By GSA Tim Adams, Southern NH University Class of 2014
I would expect that every GSA knows what the Omni Mount Washington Resort looks like. I mean, it is a Grand Hotel in the White Mountains and it is quite the Hotel!
This past Thursday a group of us had the chance to both visit the hotel, get a bit of a tour of it, as well as a history lesson of the hotel itself. The hotel was built in for a cost of around $1.7 million dollars. Not a bad deal by today's standards, until of course you realize construction started back in 1900. today that cost would be closer to $45 million dollars!
Joseph Stickney, a native of Massachusetts, had made a fortune by the age of 30, and along with a partner, purchased a nearby hotel and (apparently) caught the hotel fever and started construction on the Grand Mount Washington Hotel.
His stating point was bringing in 250 Italian artisans to build it, mainly of granite and stucco masonry. Unfortunately, Joseph Stickney didn’t live long enough to really enjoy this new hot as he died within a year of its opening. While the hotel remained opened for many years, the nephew of Joseph Stickney widow did close it in 1942 and then sold it in 1944.
It reopened, under the new owners in time to host ‘The Bretton Woods monetary conference' also in 1944. The choice of this hotel was based on both security and access. The trains from Boston made several trips a day so people could get to the conference but with only a couple of roads into the region, if needed, the area could be sealed off to protect the people already there. The mountains surrounding the region also worked as a security measure as not many groups were going to hike up and over them unseen.
Today the hotel had been upgraded to many modern standards but still retain the elegance of the past. They offer almost anything a person might like while visiting. A large spacious dining room, sitting rooms, an indoor pool, a spa, and bar where you can sit back and relax after a day out sightseeing.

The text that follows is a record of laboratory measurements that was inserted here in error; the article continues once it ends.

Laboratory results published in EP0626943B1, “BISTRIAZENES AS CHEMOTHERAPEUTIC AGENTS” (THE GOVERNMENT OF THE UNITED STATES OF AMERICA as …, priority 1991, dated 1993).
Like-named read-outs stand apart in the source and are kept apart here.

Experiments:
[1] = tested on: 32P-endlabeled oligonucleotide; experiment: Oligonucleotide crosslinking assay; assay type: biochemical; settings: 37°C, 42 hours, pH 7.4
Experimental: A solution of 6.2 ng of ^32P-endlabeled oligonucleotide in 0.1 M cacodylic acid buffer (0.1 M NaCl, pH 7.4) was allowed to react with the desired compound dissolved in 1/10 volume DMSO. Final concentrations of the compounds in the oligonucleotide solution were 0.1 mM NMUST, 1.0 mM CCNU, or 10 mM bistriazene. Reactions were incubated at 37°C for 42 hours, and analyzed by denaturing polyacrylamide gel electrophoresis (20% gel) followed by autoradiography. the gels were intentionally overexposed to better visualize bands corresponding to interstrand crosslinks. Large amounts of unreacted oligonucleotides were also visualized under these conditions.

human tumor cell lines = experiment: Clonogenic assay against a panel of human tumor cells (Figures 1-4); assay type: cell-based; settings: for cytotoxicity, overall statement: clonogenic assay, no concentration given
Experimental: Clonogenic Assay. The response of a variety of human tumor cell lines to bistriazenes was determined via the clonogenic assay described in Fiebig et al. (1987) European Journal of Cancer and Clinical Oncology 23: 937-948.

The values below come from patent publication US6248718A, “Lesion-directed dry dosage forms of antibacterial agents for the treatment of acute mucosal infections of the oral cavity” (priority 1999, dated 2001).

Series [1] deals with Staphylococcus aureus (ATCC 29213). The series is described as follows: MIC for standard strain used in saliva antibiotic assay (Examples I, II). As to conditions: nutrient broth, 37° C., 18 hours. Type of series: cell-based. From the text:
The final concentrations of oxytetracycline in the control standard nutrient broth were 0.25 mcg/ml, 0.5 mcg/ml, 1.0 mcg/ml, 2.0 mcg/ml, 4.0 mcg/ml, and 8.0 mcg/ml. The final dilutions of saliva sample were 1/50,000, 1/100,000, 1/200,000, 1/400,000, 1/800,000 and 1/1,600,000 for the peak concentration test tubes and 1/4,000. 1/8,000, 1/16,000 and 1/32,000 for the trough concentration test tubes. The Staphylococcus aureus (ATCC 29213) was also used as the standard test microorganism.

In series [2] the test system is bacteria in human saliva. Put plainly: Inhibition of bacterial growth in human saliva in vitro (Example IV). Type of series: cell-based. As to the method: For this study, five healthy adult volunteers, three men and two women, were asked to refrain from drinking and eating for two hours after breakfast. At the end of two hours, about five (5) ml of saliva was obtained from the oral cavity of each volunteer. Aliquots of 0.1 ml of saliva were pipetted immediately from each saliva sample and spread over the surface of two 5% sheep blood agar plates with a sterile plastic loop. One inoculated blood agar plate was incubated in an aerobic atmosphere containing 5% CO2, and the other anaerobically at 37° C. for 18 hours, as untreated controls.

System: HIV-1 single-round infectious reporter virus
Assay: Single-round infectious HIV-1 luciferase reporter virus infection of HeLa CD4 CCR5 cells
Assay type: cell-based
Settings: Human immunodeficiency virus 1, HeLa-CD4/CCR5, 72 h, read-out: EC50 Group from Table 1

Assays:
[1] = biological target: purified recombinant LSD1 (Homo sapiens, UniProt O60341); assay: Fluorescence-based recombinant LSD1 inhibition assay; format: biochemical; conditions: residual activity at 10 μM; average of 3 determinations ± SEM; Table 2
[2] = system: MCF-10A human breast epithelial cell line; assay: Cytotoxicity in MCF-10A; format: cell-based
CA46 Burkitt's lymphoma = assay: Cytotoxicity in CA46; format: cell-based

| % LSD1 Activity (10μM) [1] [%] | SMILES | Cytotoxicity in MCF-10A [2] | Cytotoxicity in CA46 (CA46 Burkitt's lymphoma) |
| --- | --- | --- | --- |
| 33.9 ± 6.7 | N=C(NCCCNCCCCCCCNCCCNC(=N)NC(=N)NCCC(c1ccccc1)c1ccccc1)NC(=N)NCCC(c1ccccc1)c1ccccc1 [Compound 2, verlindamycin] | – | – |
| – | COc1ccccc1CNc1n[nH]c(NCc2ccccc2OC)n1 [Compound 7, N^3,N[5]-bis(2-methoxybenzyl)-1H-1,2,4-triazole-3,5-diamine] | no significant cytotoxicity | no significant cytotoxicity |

Once the tour was done we drove over to the Bretton Woods ski area for lunch. I’ve never skied there so wasn't familiar with the parking lot of the main lodge but finally got settled in with a sandwich and drink.
At some point during lunch my GSA badge came off my shirt but it was turned in to lost and found there at the lodge and so I retrieved it before heading home. After lunch everybody sort of headed their separate ways. Some for snowshoeing, some the spa, some snowboarding, zip lining, or alpine and Nordic skiing.
Since I had never been Nordic skiing before I had decided to try that. Looking back I think I should have picked either snowshoeing or zip lining as the cross-country trails, while nice and groomed, were a base of ice with a couple inches of snow on top - not the kind of conditions a person likes, especially for their first time. I did however get out and got around one of their trails, of which there are many. IF the snow conditions had been better, I might still be out there even. The views were fantastic even with a low cloud cover and the temperature wasn’t so cold as to drive a person inside after just a brief stint out in it. All in all, a great day for a tour and a side adventure learning how to stand up on slippery skis with a little snow and lots of ice under them.
You can view a few more of my pictures at https://www.dropbox.com/sh/h9ey26ow8o6f9aj/AACkdQZCJb-4p5lT__wBJsoxa?dl=0